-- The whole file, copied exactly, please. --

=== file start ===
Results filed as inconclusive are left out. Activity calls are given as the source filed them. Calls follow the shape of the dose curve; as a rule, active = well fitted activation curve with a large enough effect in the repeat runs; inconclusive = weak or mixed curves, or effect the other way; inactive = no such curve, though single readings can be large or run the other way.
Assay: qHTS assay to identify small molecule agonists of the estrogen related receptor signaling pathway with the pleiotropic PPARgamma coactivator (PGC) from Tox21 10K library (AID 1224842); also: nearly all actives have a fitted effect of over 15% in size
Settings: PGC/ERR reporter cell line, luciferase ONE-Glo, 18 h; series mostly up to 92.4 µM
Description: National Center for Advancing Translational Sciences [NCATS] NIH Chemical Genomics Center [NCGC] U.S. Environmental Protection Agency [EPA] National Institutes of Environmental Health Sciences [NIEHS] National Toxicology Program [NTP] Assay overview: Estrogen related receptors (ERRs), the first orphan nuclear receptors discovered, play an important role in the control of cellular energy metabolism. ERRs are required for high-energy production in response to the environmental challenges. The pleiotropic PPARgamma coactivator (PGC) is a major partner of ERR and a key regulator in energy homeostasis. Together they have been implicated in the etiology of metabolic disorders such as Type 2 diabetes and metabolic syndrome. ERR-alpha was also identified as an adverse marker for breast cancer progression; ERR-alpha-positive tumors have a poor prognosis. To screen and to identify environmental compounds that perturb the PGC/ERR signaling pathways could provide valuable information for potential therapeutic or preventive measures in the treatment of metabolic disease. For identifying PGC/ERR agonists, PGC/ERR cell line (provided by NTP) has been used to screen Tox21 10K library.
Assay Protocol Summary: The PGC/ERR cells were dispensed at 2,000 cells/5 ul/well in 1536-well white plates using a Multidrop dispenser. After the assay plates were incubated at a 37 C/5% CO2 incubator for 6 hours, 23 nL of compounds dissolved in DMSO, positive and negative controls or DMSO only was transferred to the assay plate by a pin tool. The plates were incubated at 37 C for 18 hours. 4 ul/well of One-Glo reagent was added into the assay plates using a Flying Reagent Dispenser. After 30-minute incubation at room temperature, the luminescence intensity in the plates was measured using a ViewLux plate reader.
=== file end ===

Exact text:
Results filed as inconclusive are left out. Activity calls are given as the source filed them. Calls follow the shape of the dose curve; as a rule, active = well fitted activation curve with a large enough effect in the repeat runs; inconclusive = weak or mixed curves, or effect the other way; inactive = no such curve, though single readings can be large or run the other way.
Assay: qHTS assay to identify small molecule agonists of the estrogen related receptor signaling pathway with the pleiotropic PPARgamma coactivator (PGC) from Tox21 10K library (AID 1224842); also: nearly all actives have a fitted effect of over 15% in size
Settings: PGC/ERR reporter cell line, luciferase ONE-Glo, 18 h; series mostly up to 92.4 µM
Description: National Center for Advancing Translational Sciences [NCATS] NIH Chemical Genomics Center [NCGC] U.S. Environmental Protection Agency [EPA] National Institutes of Environmental Health Sciences [NIEHS] National Toxicology Program [NTP] Assay overview: Estrogen related receptors (ERRs), the first orphan nuclear receptors discovered, play an important role in the control of cellular energy metabolism. ERRs are required for high-energy production in response to the environmental challenges. The pleiotropic PPARgamma coactivator (PGC) is a major partner of ERR and a key regulator in energy homeostasis. Together they have been implicated in the etiology of metabolic disorders such as Type 2 diabetes and metabolic syndrome. ERR-alpha was also identified as an adverse marker for breast cancer progression; ERR-alpha-positive tumors have a poor prognosis. To screen and to identify environmental compounds that perturb the PGC/ERR signaling pathways could provide valuable information for potential therapeutic or preventive measures in the treatment of metabolic disease. For identifying PGC/ERR agonists, PGC/ERR cell line (provided by NTP) has been used to screen Tox21 10K library.
Assay Protocol Summary: The PGC/ERR cells were dispensed at 2,000 cells/5 ul/well in 1536-well white plates using a Multidrop dispenser. After the assay plates were incubated at a 37 C/5% CO2 incubator for 6 hours, 23 nL of compounds dissolved in DMSO, positive and negative controls or DMSO only was transferred to the assay plate by a pin tool. The plates were incubated at 37 C for 18 hours. 4 ul/well of One-Glo reagent was added into the assay plates using a Flying Reagent Dispenser. After 30-minute incubation at room temperature, the luminescence intensity in the plates was measured using a ViewLux plate reader.